Curtin, a graduate student in inorganic chemistry, was in his second year in the research group of Daniel Nocera, the Henry Dreyfus Professor of Energy and Professor of Chemistry, and was recently selected to receive a National Defense Science and Engineering Graduate Fellowship.
As part of a collaboration with the lab of Moungi Bawendi, the Lester Wolfe Professor in Chemistry, Curtin conducted research on sensors designed to assess the health of a tumor visually. Curtin attached chemicals to quantum dots to change the colors they emit and absorb; depending on the health of the tumor, the color of the quantum dots would change. In a collaborative effort with Harvard Medical School and Massachusetts General Hospital, he was using the sensors to assess how well chemotherapy drugs were affecting a given tumor.
Curtin earned his AB in Chemistry with Highest Honors from Princeton in 2008. At Princeton, Curtin played goalie for the men's club lacrosse team, was a member of the Tiger Inn eating club, and was fondly referred to by friends as Dapper. Curtin attended East Chapel Hill High School in Chapel Hill, N.C.
“Peter made MIT a better place to live and do science,” said Nocera. “Here was a typical interaction between Peter and me: I would bounce an idea off of Peter, he would listen to me with thorough concentration, digest what I had to say, and then respond with something better than I could have ever imagined. All too often, we professors at MIT forget to mention to our students how special they are to us. Peter was special, he was a joy to have in my life, and I will miss him dearly. I ask the MIT community to please keep Peter’s mother, dad and family in their thoughts.”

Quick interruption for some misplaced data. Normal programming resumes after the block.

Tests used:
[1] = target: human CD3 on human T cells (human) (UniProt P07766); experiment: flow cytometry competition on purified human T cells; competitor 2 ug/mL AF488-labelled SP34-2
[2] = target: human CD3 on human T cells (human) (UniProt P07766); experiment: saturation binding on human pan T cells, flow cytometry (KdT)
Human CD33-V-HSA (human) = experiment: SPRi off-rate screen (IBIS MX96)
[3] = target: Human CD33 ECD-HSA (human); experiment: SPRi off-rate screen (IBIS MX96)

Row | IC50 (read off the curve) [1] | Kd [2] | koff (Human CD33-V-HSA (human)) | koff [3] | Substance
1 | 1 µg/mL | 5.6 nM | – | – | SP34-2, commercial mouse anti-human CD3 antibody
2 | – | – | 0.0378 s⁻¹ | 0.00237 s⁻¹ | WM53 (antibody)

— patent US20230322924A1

Andrew Horning, a fellow second-year graduate student in Nocera’s lab, remembers Curtin fondly. “He was a super guy,” said Horning. “Everybody loved Peter. Though he had only been here a short time, he seemed to know people everywhere in Boston. He was a brilliant chemist, but he’d never brag to anyone about it. You’d hang with him on a Friday night, and he’d be a normal guy, and on Monday morning, you’d see him in the lab and he’d know all the answers.”
“This is truly a tragedy,” said Marc Kastner, dean of the School of Science. “Peter was a gifted member of the MIT community, and our thoughts are now with his family.”
MIT is making counseling services available. Those who feel affected by the tragedy are encouraged to contact Mental Health Service for assistance at 617-253-2916.
A memorial service for Curtin will take place at 1:30 p.m. on Sunday, Oct. 25, at the Princeton University Chapel.
Peter’s family has established the Peter N. Curtin, Class of 2008, Memorial Fund in his memory to support undergraduates in the Department of Chemistry at Princeton University. Donations in Peter’s memory may be made out to “Princeton University” with the note “Peter N. Curtin, Class of 2008, Memorial Fund” and mailed to Helen Hardy, Princeton University, Alumni and Donor Relations, PO Box 5357, Princeton, NJ 08543.